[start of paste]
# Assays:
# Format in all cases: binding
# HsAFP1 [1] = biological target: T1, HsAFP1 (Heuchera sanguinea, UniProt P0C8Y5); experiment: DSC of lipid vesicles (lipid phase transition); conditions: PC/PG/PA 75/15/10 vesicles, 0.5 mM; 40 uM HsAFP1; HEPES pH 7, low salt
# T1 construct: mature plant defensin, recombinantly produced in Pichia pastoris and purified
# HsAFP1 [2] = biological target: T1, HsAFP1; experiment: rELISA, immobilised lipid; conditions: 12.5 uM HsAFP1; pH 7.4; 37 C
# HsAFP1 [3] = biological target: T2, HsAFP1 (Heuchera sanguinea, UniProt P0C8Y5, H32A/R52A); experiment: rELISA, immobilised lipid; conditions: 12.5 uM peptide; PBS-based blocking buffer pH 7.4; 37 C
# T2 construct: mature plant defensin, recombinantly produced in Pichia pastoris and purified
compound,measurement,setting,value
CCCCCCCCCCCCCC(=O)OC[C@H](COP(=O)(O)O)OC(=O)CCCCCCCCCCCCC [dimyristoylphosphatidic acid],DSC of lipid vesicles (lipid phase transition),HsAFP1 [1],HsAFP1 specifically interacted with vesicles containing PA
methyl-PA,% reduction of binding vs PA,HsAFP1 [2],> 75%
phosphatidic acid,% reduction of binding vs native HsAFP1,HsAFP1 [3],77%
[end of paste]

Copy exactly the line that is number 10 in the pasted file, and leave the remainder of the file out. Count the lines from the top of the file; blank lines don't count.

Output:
methyl-PA,% reduction of binding vs PA,HsAFP1 [2],> 75%